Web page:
Children's dreams for the future to be presented in art project

10:44 am on 3 July 2020

The philosophy that children's voices and perspectives should be given a space in our society is behind a new project from Barnardos.

Cooper Chong's Dreams for the Decade art project entry

Cooper Chong's Dreams for the Decade art project entry. Photo: Supplied.

The children's welfare organisation is urging tamariki and rangatahi to get involved with its latest art project, called Dreams for the Decade.

Anyone up to the age of 18 can enter the project, by creating a piece of visual art or a poem about their hopes and ambitions for the next 10 years.

One young person who has already entered is 12-year-old Cooper Chong, who entered a colourful spray-painted piece of wood.

His dream was to inspire others to do good things, and have a go at getting creative, especially in his favourite pastime, animation.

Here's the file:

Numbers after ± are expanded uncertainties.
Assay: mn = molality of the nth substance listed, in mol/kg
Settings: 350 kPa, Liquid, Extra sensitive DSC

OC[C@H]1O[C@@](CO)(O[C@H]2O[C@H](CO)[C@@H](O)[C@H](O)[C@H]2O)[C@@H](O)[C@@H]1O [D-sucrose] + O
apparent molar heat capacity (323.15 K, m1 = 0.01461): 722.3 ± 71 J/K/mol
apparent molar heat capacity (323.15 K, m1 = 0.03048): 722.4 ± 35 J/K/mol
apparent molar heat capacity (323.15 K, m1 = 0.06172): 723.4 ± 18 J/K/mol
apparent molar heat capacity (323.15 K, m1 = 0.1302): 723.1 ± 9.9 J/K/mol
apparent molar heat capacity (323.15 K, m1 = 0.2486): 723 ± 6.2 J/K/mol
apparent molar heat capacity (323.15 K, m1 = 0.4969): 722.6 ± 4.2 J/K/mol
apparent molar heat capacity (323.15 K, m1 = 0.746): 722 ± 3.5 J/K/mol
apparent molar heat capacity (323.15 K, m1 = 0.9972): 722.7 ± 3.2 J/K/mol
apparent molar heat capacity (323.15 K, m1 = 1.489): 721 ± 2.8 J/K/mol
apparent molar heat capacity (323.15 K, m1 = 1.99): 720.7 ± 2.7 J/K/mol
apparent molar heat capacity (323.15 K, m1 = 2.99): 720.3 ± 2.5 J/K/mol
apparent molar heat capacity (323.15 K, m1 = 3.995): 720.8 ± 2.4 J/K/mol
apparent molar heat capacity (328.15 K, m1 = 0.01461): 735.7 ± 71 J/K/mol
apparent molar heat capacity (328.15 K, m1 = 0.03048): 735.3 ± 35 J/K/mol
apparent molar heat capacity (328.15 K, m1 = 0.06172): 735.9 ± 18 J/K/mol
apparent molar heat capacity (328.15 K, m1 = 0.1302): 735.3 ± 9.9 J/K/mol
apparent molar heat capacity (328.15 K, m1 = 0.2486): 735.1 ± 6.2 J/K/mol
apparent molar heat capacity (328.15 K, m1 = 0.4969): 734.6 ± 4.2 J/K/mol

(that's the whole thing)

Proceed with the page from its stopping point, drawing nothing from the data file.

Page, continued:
"Just have fun while you're doing it, don't feel like you need to watch a bunch of tutorials on how to do it, just play around with it and learn the steps and stuff."

Dina Aziz's Dreams for the Decade art project entry

Dina Aziz's Dreams for the Decade entry. Photo: Supplied

Another entrant, 17-year-old Dina Aziz, hoped her painting would inspire young people to reach for their goals, no matter what anyone told them.

She said that was something important to her personally as well.

"I've often like felt in the past ... some people made me feel like I wasn't good enough or that I'm not smart enough... Having the self-confidence, that's my dream goal now, especially for the future and I'm developing that now."

An entry from Pukete School year 2 pupils.

An entry from Pukete School Year 2 pupils. Photo: Supplied

Barnardos spokesperson Claire Achmad said Dreams for the Decade was born out of the belief that every child and young person has a voice that deserves to be heard.

She said that wasn't always the reality for many tamariki and rangatahi in New Zealand, whose ideas were overlooked.

"So this project is a way to really focus on that and to highlight to all of Aotearoa, that we are going to have a better country and a better decade ahead of us if we all collectively pay attention to what children and young people are saying."

Get the RNZ app

for ad-free news and current affairs